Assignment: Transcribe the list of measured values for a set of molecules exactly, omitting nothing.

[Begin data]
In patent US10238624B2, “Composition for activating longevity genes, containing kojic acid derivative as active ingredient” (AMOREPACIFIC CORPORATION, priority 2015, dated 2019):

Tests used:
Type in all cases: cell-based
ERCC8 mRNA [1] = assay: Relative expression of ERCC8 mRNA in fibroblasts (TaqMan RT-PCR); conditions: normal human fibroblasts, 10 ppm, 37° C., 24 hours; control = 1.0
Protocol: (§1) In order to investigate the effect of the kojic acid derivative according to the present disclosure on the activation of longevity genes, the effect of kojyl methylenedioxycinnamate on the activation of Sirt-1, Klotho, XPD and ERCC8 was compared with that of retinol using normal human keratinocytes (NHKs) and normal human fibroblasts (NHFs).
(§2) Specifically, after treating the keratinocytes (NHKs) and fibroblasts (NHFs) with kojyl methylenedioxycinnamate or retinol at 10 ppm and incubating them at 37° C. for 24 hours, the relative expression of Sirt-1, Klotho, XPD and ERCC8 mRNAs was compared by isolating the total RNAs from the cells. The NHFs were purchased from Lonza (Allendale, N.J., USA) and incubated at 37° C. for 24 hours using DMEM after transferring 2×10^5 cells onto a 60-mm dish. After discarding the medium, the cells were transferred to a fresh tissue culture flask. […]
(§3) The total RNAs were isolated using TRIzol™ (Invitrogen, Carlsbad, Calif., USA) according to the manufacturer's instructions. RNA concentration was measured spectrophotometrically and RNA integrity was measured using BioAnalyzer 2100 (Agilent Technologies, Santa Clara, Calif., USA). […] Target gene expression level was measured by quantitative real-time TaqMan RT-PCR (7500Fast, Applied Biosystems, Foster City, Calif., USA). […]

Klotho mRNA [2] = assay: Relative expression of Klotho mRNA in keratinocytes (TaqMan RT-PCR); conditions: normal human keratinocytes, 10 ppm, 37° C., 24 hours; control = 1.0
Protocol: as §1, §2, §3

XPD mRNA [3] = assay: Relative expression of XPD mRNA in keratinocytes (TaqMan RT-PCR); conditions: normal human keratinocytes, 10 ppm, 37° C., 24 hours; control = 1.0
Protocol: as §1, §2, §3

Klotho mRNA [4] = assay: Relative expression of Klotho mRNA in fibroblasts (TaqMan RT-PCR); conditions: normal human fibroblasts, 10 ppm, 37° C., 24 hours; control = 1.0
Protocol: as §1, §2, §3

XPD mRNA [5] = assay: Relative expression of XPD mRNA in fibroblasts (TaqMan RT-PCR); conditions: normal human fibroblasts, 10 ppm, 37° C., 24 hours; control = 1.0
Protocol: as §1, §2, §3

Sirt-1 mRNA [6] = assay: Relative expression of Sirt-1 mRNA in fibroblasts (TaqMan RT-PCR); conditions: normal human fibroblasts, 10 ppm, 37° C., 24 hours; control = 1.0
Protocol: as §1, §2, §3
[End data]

In patent US10238624B2, “Composition for activating longevity genes, containing kojic acid derivative as active ingredient” (AMOREPACIFIC CORPORATION, priority 2015, dated 2019):

Tests used:
Type in all cases: cell-based
ERCC8 mRNA [1] = assay: Relative expression of ERCC8 mRNA in fibroblasts (TaqMan RT-PCR); conditions: normal human fibroblasts, 10 ppm, 37° C., 24 hours; control = 1.0
Protocol: (§1) In order to investigate the effect of the kojic acid derivative according to the present disclosure on the activation of longevity genes, the effect of kojyl methylenedioxycinnamate on the activation of Sirt-1, Klotho, XPD and ERCC8 was compared with that of retinol using normal human keratinocytes (NHKs) and normal human fibroblasts (NHFs).
(§2) Specifically, after treating the keratinocytes (NHKs) and fibroblasts (NHFs) with kojyl methylenedioxycinnamate or retinol at 10 ppm and incubating them at 37° C. for 24 hours, the relative expression of Sirt-1, Klotho, XPD and ERCC8 mRNAs was compared by isolating the total RNAs from the cells. The NHFs were purchased from Lonza (Allendale, N.J., USA) and incubated at 37° C. for 24 hours using DMEM after transferring 2×10^5 cells onto a 60-mm dish. After discarding the medium, the cells were transferred to a fresh tissue culture flask. […]
(§3) The total RNAs were isolated using TRIzol™ (Invitrogen, Carlsbad, Calif., USA) according to the manufacturer's instructions. RNA concentration was measured spectrophotometrically and RNA integrity was measured using BioAnalyzer 2100 (Agilent Technologies, Santa Clara, Calif., USA). […] Target gene expression level was measured by quantitative real-time TaqMan RT-PCR (7500Fast, Applied Biosystems, Foster City, Calif., USA). […]

Klotho mRNA [2] = assay: Relative expression of Klotho mRNA in keratinocytes (TaqMan RT-PCR); conditions: normal human keratinocytes, 10 ppm, 37° C., 24 hours; control = 1.0
Protocol: as §1, §2, §3

XPD mRNA [3] = assay: Relative expression of XPD mRNA in keratinocytes (TaqMan RT-PCR); conditions: normal human keratinocytes, 10 ppm, 37° C., 24 hours; control = 1.0
Protocol: as §1, §2, §3

Klotho mRNA [4] = assay: Relative expression of Klotho mRNA in fibroblasts (TaqMan RT-PCR); conditions: normal human fibroblasts, 10 ppm, 37° C., 24 hours; control = 1.0
Protocol: as §1, §2, §3

XPD mRNA [5] = assay: Relative expression of XPD mRNA in fibroblasts (TaqMan RT-PCR); conditions: normal human fibroblasts, 10 ppm, 37° C., 24 hours; control = 1.0
Protocol: as §1, §2, §3

Sirt-1 mRNA [6] = assay: Relative expression of Sirt-1 mRNA in fibroblasts (TaqMan RT-PCR); conditions: normal human fibroblasts, 10 ppm, 37° C., 24 hours; control = 1.0
Protocol: as §1, §2, §3